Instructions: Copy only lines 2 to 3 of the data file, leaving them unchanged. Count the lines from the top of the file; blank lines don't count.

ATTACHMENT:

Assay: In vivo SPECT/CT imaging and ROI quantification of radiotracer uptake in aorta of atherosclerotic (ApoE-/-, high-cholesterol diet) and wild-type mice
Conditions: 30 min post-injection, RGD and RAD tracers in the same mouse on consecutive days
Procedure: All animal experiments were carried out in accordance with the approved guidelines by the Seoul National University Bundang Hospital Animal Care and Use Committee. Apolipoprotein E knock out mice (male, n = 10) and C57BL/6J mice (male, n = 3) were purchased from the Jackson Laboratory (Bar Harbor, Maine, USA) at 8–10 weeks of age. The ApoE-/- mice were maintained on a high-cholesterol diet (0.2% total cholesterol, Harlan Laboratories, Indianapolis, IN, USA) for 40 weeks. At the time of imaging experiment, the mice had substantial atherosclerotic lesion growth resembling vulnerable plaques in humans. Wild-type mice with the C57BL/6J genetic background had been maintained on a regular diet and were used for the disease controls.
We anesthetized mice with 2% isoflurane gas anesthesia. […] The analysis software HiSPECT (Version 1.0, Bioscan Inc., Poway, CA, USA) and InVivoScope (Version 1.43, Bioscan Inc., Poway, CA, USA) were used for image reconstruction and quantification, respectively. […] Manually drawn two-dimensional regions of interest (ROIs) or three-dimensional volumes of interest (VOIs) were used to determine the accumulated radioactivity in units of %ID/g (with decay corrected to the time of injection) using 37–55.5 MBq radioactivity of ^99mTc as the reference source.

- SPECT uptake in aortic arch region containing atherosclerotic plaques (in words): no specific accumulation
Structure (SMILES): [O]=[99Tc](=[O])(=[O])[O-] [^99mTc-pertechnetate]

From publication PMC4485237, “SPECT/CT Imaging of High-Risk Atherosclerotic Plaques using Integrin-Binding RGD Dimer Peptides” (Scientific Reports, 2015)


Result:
Conditions: 30 min post-injection, RGD and RAD tracers in the same mouse on consecutive days
Procedure: All animal experiments were carried out in accordance with the approved guidelines by the Seoul National University Bundang Hospital Animal Care and Use Committee. Apolipoprotein E knock out mice (male, n = 10) and C57BL/6J mice (male, n = 3) were purchased from the Jackson Laboratory (Bar Harbor, Maine, USA) at 8–10 weeks of age. The ApoE-/- mice were maintained on a high-cholesterol diet (0.2% total cholesterol, Harlan Laboratories, Indianapolis, IN, USA) for 40 weeks. At the time of imaging experiment, the mice had substantial atherosclerotic lesion growth resembling vulnerable plaques in humans. Wild-type mice with the C57BL/6J genetic background had been maintained on a regular diet and were used for the disease controls.